• Access information on your computer and cloud apps

  • Well-designed interface

  • Lots of integrations with cloud apps


  • Searches only in file names, not content

  • Needs to access to all your data on their cloud

Cost: Free limited version, Pro and Teams version for 12$/month (unlimited sources, additional features)

PowerToys Run

[Microsoft PowerToys](http://Microsoft PowerToys is a set of utilities for power users to tune and streamline their Windows 10 experience for greater productivity.) is a set of utilities aimed at Windows power-users. One of them is PowerToys Run, a search-style launcher.

PowerToys Run lets you search for applications, folders and files. It also lets you search for running processes, perform actions like locking the computer, and includes a simple calculator.

Microsoft PowerToys Run (source: Microsoft


  • Free with Windows and supported by Microsoft


  • No cloud apps (Dropbox, Gmail, etc.)

  • No advanced search functionality (filters etc.)

Price: Free

Old But Maintained

The next five apps are older, though they are still maintained.

The biggest difference to the newer apps is that they don’t handle cloud apps like Dropbox, Slack, or Gmail (some exceptions if you’re willing to dig into installing plug-ins).

It is not clear which of these will be compatible with Windows 11.


Everything is a well-known free search tool. It’s strengths are fast indexing and features like batch-renaming for file names. However, the user interface is a bit dated and the complex search syntax can take some getting used to.

Cost: Free

Everything (source: void tools)


Executor is a lightweight launcher that focuses heavily on keyboard interactions. Its advantages are that it’s lightweight, fast, and free. Whether they outweigh the lack of cloud apps and a steep learning curve for complicated key combinations is a matter of taste.

Cost: Free

Executor (source.


Keybreeze is a free, search-style free launcher. It’s open-source and includes additional functionality like sticky notes. On the flip-side, commands need to be set up manually and it doesn’t handle cloud apps.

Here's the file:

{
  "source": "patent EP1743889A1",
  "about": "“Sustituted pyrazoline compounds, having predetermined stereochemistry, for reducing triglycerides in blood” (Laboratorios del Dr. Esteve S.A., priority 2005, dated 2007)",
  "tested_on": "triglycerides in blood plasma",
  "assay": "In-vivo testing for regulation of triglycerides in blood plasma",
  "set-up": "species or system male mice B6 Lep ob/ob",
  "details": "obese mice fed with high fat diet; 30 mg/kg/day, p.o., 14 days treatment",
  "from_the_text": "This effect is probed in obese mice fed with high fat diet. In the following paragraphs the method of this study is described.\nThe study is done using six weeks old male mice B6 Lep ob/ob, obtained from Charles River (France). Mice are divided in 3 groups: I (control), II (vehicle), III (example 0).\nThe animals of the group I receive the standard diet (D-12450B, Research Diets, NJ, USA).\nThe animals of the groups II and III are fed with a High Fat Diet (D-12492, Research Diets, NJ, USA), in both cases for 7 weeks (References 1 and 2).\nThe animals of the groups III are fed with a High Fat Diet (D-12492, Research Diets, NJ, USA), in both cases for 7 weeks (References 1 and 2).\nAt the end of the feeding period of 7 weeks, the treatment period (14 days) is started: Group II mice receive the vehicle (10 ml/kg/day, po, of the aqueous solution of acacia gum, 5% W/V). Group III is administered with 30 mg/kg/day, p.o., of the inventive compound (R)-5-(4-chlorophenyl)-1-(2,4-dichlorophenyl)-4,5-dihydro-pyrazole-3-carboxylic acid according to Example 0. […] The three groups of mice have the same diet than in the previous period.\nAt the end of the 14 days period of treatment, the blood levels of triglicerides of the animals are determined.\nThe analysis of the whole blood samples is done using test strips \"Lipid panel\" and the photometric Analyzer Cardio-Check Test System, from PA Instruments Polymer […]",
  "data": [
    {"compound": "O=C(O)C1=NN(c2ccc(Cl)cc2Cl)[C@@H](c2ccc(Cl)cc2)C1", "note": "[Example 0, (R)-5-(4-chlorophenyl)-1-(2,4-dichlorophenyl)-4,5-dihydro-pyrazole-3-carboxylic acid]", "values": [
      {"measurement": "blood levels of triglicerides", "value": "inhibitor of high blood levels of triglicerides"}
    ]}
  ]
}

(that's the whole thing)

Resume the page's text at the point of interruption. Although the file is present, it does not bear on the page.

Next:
Cost: Free

Keybreeze (source: Keybreeze)


Listary is slightly different than the other apps in that it integrates with Windows Explorer. It offers fast search with customizable commands. However, those customizations require some up-front investment. In addition, it’s unclear whether it’s actively supported (V6 has been in beta since 2018).

Cost: Free, Pro version 19.99$ (one-off)

Listary (source: listary)


Keypiranha is another open-source, heavily keyboard-oriented launcher. It lets you launch files and apps, and it’s small and fast. However, it’s also limited to what’s on your computer (no cloud apps), and the keyboard shortcuts take some practice.

Cost: Free

Keypiranha (source: Keypiranha)


The final group of apps are ones that I kept running across in blog posts, but that appear to be very old or even discontinued. Obviously, people will have their own preferences, but personally I would not recommend spending time on these apps.

Dock-style launchers

These five apps are mouse-based launchers. They offer a place to put program shortcuts that tries to replicate the Mac-Style Dock. They were mainly built for Windows Vista, and Microsoft’s updates to the task bar and search menus have made them largely redundant.

Winstep Dock (source: Winstep)

Discontinued open-source projects

The next five apps are all free, open-source projects. Judging by the last updates, they are no longer actively maintained.

  • Launchy (last update 2010, though there’s a recent release for Android)

  • Hain (last update 2019)

  • Wox (last update 2018)

  • Jarvis (last update 2019)

  • RK Launcher (only available on Web Archive)

Wox launcher (source: Wox)

Honorable mentions

The final group contains five apps that were mentioned in blogs about launchers, but that as far as I can tell are either very outdated or discontinued.

  • XWindows Dock: Dock-style launcher

  • 7Stacks: Dock-style launcher for Windows XP

  • Appetizer: Dock-style launcher; website last updated 2013

  • InerziaSmartLaunch: Couldn’t find any up-to-date information


I hope this overview of Windows launchers will help you pick the right one for you. I also hope it will save you time by pre-sorting the apps you’ll find on the internet.

Let me know if I missed any, or if you have additional thoughts!